Farmers Insurance Company sued again
Lawsuits keep coming in Burlingame landslide
Shasta Kearns Moore / The Southwest Community Connection
HILLSDALE — Two more lawsuits have been filed in Multnomah County Court by the owners of the second home destroyed in the Burlingame Place landslide. The complaints totaling more than $1.7 million name Dave and Kathei Hendrickson, Farmers Insurance Company and the family’s insurance agent, Lynette Sanders.
Dr. Yuan Chou and his wife, Siukee Tong, barely escaped their home in the early morning on Oct. 8 when the house owned by the Hendricksons slid down the hillside and shoved their house off its foundation.
Both houses were destroyed — along with five other homes that were damaged — and the resulting debris has since been removed from the site.
Chou and Tong’s attorney, Jim Martin, said his clients are suing Farmers’ Insurance Company for not covering the damage to the home. Farmers’ Insurance has refused to pay, saying the policy does not cover earth movement.
But Martin argues that the damage to the home was not directly caused by earth movement.
“It is our position that the Hendricksons’ house is a flying object that landed on my client’s house, which is covered in the policy,” he said, adding that photographs show no mud on the Chou home. “So my client’s house was not damaged by land movement, it was damaged by a house falling on it.”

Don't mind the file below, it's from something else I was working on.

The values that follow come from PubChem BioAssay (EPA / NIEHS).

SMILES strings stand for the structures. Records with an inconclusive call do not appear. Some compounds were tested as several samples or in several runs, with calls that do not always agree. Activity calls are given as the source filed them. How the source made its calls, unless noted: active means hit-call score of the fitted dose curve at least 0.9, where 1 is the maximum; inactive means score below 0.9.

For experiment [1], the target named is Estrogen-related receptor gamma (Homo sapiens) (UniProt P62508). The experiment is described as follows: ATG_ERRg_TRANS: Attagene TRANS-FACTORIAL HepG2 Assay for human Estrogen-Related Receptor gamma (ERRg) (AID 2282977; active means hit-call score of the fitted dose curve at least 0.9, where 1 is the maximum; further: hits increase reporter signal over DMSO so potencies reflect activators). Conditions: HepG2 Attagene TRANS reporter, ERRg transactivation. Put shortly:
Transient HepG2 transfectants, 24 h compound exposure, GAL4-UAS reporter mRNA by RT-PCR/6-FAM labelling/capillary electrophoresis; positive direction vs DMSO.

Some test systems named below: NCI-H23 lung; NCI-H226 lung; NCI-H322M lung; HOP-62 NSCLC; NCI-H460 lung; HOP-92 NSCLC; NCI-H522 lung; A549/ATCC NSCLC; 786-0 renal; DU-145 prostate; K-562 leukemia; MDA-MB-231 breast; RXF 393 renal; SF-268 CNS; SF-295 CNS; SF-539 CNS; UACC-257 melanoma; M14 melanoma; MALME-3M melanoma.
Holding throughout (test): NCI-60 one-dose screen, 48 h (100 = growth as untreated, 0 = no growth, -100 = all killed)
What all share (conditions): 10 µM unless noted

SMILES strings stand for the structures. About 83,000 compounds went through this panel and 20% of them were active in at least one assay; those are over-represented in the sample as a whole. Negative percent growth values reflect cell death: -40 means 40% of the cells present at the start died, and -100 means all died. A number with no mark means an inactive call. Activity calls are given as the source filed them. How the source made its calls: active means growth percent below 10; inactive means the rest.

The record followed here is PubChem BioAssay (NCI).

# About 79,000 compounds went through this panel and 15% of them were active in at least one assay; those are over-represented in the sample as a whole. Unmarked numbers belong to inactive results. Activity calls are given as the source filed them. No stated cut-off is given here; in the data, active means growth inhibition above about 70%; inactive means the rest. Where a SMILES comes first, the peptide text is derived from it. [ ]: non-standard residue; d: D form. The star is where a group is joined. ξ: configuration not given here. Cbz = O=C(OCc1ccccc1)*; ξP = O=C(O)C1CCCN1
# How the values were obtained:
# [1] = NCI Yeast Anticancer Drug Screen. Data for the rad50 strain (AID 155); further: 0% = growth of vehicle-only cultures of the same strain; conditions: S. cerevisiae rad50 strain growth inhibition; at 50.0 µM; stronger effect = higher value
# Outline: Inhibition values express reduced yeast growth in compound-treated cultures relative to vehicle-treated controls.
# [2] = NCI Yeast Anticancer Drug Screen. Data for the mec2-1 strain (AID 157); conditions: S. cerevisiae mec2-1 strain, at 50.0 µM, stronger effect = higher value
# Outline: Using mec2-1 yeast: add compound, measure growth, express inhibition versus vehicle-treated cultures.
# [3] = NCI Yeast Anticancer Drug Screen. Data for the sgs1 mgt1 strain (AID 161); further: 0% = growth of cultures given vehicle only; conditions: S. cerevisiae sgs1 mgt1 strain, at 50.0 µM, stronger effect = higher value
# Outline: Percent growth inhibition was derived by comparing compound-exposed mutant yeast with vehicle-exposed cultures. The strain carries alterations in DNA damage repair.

The family is also suing the Hendricksons for trespass, private nuisance and strict liability.
The complaint lists several remodels and landscaping projects that the Hendricksons undertook before the slide and argues that their negligence in performing these projects contributed to the landslide.
As stated in the complaint: “Upon information and belief, homes such as the Defendants’ home, do not slide down hillsides that has been there for 80 years without Defendants’ negligence in the care of their home, remodeling of their home and most importantly their landscaping as well as water management (sic).”
Farmers’ Insurance, who is also the Hendricksons’ insurer, has agreed to defend the them against this suit, according to their private attorney.
Burlingame Place remains closed
The section of Burlingame Place where Dave and Kathei Hendrickson’s home once stood will be closed until the shoulder can be rebuilt, say city officials.
Now a steep drop off to Terwilliger Boulevard, Bureau of Environmental Services spokesman Ross Caron said it would be too dangerous to open the street and risk damage to the road.
City engineer Doug Morgan said tests have shown the slope to be stable so far, but that it would be too risky to allow traffic on that section of road without the lateral support of a shoulder.
“Because of the steepness of the scarp, it’s not considered safe to reopen Burlingame,” Morgan said.
It is the responsibility of the homeowners to rebuild the shoulder, which could cost anywhere from $100,000 to $300,000, Caron estimated.
Caron said officials can eventually use city code to force the property owners to rebuild the hillside, but because the road closure is no longer impacting a major thoroughfare, they can afford to give the Hendricksons more time.
“It’s a delicate balancing act between being patient and compassionate and moving the process along quickly,” Caron said, adding city officials are trying to “treat them as they would like to be treated.”